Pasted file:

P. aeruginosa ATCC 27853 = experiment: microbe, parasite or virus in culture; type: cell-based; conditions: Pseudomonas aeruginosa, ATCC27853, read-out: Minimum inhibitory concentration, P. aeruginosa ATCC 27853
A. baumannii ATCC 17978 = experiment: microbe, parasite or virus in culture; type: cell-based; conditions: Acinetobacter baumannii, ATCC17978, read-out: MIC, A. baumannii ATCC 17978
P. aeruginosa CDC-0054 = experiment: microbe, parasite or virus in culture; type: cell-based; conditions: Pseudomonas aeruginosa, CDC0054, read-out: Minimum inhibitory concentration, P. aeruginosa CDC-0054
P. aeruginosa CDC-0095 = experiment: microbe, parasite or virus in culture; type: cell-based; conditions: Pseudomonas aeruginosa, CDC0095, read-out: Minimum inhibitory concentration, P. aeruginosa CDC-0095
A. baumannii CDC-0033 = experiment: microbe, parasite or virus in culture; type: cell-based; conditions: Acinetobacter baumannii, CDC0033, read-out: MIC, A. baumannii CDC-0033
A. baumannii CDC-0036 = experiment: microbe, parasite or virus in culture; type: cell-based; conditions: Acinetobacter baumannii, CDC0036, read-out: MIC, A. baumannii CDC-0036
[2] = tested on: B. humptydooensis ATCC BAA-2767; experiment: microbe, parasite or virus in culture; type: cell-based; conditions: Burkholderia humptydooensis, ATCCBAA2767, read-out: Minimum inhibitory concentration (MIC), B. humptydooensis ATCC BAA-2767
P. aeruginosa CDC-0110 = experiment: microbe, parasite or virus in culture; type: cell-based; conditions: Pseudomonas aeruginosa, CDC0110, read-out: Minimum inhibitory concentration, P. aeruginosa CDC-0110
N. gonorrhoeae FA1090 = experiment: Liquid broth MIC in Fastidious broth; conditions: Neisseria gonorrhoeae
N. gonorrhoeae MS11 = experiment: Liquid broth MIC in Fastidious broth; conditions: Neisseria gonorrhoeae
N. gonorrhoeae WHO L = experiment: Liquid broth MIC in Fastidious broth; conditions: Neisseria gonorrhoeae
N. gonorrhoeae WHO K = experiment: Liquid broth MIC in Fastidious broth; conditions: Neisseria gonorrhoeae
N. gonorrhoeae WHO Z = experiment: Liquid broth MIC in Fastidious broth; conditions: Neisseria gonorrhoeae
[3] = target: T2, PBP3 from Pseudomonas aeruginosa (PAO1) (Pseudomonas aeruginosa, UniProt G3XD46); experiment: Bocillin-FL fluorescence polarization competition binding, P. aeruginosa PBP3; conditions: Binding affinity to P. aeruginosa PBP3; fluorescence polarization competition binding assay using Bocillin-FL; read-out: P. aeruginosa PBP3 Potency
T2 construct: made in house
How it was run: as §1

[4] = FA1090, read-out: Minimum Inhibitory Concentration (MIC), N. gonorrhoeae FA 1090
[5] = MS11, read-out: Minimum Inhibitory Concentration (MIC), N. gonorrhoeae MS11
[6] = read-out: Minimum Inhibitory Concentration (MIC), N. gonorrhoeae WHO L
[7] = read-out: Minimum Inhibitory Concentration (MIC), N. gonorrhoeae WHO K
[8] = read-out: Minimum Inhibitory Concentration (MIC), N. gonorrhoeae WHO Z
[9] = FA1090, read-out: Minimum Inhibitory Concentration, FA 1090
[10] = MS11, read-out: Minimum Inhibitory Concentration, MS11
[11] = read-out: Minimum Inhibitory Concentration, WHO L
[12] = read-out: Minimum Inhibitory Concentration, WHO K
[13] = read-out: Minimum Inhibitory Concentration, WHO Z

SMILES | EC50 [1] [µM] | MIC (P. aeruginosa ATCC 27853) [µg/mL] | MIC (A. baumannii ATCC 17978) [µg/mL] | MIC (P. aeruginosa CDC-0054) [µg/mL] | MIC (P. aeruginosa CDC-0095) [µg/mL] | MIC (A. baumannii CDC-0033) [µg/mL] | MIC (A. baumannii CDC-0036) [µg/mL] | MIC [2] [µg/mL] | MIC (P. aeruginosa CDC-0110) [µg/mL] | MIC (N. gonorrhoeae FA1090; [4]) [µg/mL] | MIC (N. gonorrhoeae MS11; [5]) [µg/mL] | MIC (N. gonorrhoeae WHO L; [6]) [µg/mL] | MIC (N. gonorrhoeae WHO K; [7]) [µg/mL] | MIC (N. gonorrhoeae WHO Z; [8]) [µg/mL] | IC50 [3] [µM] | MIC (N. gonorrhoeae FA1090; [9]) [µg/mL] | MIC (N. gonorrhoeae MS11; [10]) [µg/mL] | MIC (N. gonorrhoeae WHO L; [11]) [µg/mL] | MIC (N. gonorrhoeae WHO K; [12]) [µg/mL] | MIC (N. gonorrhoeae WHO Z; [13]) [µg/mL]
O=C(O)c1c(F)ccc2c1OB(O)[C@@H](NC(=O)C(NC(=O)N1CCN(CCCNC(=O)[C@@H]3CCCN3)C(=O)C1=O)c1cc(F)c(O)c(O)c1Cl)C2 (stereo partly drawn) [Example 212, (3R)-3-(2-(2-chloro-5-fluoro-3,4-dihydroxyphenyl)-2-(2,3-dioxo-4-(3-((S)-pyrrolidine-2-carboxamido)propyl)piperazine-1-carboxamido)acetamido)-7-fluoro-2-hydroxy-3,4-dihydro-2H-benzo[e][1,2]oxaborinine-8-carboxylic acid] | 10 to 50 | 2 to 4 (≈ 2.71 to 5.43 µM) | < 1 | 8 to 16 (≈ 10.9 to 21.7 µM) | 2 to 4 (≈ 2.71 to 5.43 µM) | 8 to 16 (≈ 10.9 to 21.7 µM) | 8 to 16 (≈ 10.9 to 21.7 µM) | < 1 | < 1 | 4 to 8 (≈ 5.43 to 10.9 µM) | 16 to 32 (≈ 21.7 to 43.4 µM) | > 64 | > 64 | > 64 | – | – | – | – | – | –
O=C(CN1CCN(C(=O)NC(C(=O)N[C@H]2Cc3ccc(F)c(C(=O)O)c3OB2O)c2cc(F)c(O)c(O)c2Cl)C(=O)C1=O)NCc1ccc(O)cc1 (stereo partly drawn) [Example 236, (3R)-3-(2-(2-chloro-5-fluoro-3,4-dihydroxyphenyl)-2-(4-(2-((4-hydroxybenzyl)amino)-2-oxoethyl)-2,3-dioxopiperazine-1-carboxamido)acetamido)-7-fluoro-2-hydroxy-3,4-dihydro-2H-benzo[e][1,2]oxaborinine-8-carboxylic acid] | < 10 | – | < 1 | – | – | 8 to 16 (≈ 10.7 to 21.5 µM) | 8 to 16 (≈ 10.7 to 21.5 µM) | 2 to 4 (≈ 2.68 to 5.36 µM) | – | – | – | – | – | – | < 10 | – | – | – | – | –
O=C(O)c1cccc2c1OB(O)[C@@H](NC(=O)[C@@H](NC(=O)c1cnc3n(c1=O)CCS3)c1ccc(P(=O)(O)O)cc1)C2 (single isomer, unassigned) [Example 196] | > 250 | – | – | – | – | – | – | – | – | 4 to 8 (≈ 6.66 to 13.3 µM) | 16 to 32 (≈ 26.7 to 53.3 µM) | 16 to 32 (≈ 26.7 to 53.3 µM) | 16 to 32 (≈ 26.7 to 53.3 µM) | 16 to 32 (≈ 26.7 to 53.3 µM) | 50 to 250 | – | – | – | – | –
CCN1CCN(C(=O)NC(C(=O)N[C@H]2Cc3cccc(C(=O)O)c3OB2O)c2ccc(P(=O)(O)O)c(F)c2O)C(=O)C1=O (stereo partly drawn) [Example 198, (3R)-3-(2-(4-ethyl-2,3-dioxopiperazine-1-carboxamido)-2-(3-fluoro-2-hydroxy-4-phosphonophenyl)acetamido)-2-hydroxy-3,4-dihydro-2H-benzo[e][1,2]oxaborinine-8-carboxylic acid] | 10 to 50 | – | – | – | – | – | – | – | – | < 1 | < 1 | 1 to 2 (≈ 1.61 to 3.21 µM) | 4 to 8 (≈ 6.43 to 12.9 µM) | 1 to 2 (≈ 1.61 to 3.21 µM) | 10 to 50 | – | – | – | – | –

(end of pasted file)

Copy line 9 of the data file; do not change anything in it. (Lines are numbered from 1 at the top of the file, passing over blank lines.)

N. gonorrhoeae FA1090 = experiment: Liquid broth MIC in Fastidious broth; conditions: Neisseria gonorrhoeae